Yoshizen's Blog

Cooking Adzuki-beans and Make Oshiruko お汁粉

The culture of growing and eating beans in Japan was originated from China, such as

Soya-bean and its derivatives/ Soy-source, Soyabean-paste, include Aduki-beans.

Unlike western and some African cultures, eastern people doesn’t eat beans as their staple food and most

of the case, cook them as a kind of sweets or its basis.

(Inside of famous Chinese Moon Cake, you can see the heavy Adzuki-bean paste mixed with Walnut and the oil

which makes it even heavier or richer = to celebrate, the taste richer the better for them to feel rich  :-D)

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Many years ago, at the party held by Thai students, I cooked (supposedly) Japanese Sweet Dish of Oshiruko,

then Thais pointed out “Hey Yoshi, this is not Japanese, it’s our cooking”.

So that, when I visited their country I realized that almost identical cooking called in Chinese name,

Hon Tao Shui (紅豆水) was served every tea house, even a street corner which the Red-bean or Adzuki-beans

was cooked and made sweet soup with Rice-powder dumplings in (and often, some  ice-cube as well = which

we call [Koori-Adzuki] in Japan) And I noticed, the situation is the same wherever the Chinese people lives.

I guess, a lots of western people encountered a Japanese sweet [Yokan], Adzuki-bean Cake with rather revolting

feelings “Yack, What’s this”(since, westerners never expected to eat the bean other than in a savory taste =

same situation of easterners tasted a Green Tea or the Rice with added sugar) 😀

Not necessary in China, but in Japan, adzuki-bean is regarded to be an auspicious food, because of its

red color, especially when it was cooked with a combination of white, such as rice or rice-cake.

Hence, any festive occasions, Japanese cook [Sekihan]赤飯 (Red-colored rice = Glutinous rice with

Adzuki-beans) and [Oshiruko] = (Rice-cake in Adzuki-bean soup) simply because its got red and white  🙂

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Because of this, Japanese adzuki-bean got festive value.   It’s carry 3x more price, but pretty high quality.

—– though,  bean is the bean, it is more or less the same as ubiquitous Cowpeas  (top photo).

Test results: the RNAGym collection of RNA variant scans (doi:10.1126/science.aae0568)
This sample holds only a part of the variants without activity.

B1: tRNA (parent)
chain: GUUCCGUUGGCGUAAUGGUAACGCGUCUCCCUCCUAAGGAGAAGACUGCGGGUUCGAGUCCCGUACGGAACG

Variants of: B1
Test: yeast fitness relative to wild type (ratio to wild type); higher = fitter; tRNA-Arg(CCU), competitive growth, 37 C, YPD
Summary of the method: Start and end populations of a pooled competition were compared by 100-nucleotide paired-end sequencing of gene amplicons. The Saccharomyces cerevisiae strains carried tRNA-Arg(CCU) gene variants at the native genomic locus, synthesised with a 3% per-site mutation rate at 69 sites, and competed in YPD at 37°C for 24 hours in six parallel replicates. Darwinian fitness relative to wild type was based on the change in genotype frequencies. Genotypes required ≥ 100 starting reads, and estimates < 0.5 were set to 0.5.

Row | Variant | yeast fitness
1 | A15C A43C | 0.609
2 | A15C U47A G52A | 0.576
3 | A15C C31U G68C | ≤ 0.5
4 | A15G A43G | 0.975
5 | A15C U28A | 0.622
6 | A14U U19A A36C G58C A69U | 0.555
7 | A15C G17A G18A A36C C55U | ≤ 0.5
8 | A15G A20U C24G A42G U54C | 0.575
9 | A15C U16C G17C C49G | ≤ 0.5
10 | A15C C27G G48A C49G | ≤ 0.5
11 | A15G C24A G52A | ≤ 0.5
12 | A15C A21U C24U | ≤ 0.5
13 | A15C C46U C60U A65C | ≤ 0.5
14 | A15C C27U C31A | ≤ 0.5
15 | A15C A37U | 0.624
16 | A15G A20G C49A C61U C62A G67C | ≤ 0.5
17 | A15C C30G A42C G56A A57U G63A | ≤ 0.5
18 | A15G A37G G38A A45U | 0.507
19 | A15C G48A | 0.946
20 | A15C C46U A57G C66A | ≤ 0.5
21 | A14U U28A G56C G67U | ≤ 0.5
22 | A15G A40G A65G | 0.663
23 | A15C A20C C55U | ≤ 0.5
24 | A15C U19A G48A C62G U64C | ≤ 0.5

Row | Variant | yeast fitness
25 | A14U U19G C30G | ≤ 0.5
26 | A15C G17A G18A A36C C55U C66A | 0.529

To make [Sekihan] it’s better to use Japanese bean but,  make Oshiruko can be done with poor-man’s choice.

To make Oshiruko for 4~5 people use 1.5 cup of bean and put it into 7” big pan, start with 2 cups of water

to boil. (Only a shortcoming to use cheap bean is, they got many stones and insect infested bean = you need to

sort them out, before start cooking)

And when the pan started to boil, drain the water and flush the bean with fresh water to clean it.  🙂

Then real cooking start with 4 cups of water. —–> While boiling, the water will disappear.

So, you have to put more water. ( You need to top-up the water 3~4 times and the bean increase the bulk 3 times

or more = till here you may need to boil 3~4 hours ! —– or, if you have slow-cooker it might be a better choice

for an overnight cooking)

When the bean was cooked and became soft, then put plenty brown sugar (rather annoying amount of almost 1kg !

—– this is what sweet meant   😀 )

Then, put 1/3 teaspoon of salt = never put too much,  and leave the pan to quietly boil another 1 hour.

And put Rice cake to boil yet another 2~5 minutes. (Rice Cake made out of Glutinous Rice powder in my-way

should be OK to boil longer but, a Japanese Rice Cake [Kiri-Mochi] 切り餅 which was made of  mixture of regular

rice powder, would be melt and disintegrates)

Then Oshiruko is ready to serve.

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—– I don’t think you have eaten up all the sweet Adzuki soup yet (may be another 5 portions still left) =

boil further to reduce it become sticky paste = it became to [Anko] and can be used to make many

other Japanese sweets, such as [An-Mochi], [Mizu-Yokan]

—– put this [Anko] onto a piece of bread ! = it’s not too bad.   😀

Heavy [Anko-paste] can last a week in a fridge, or it can be frozen for next time, if not till next New Year.  😀

—– So, I’ll put another post to make those [An-Mochi], [Mizu-Yokan] etc. near future.

Enjoy your sweet teeth 😀

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2 Responses

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  1. […] post on January [ Cooking  Oshiruko ] ( the Link here) of which the boiled down Red Bean […]

  2. […] to cook Adzuki-bean and make Anko is a long laborious […]


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